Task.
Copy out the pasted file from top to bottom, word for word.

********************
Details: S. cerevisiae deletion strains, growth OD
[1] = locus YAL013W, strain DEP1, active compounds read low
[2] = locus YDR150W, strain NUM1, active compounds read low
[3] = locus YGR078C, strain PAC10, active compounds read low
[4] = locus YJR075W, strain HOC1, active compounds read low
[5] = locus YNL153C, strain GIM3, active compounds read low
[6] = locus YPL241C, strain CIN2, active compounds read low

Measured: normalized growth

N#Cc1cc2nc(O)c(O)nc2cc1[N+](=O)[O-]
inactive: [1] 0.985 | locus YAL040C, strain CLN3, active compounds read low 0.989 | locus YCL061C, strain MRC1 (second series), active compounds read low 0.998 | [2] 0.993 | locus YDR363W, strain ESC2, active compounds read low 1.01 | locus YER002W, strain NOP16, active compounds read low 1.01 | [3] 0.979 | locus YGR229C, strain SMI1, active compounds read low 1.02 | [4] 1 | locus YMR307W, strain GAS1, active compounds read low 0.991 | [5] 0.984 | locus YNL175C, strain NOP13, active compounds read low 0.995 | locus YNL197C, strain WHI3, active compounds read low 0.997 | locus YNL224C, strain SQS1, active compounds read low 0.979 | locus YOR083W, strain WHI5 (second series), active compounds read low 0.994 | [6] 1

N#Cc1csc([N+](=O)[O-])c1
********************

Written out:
Details: S. cerevisiae deletion strains, growth OD
[1] = locus YAL013W, strain DEP1, active compounds read low
[2] = locus YDR150W, strain NUM1, active compounds read low
[3] = locus YGR078C, strain PAC10, active compounds read low
[4] = locus YJR075W, strain HOC1, active compounds read low
[5] = locus YNL153C, strain GIM3, active compounds read low
[6] = locus YPL241C, strain CIN2, active compounds read low

Measured: normalized growth

N#Cc1cc2nc(O)c(O)nc2cc1[N+](=O)[O-]
inactive: [1] 0.985 | locus YAL040C, strain CLN3, active compounds read low 0.989 | locus YCL061C, strain MRC1 (second series), active compounds read low 0.998 | [2] 0.993 | locus YDR363W, strain ESC2, active compounds read low 1.01 | locus YER002W, strain NOP16, active compounds read low 1.01 | [3] 0.979 | locus YGR229C, strain SMI1, active compounds read low 1.02 | [4] 1 | locus YMR307W, strain GAS1, active compounds read low 0.991 | [5] 0.984 | locus YNL175C, strain NOP13, active compounds read low 0.995 | locus YNL197C, strain WHI3, active compounds read low 0.997 | locus YNL224C, strain SQS1, active compounds read low 0.979 | locus YOR083W, strain WHI5 (second series), active compounds read low 0.994 | [6] 1

N#Cc1csc([N+](=O)[O-])c1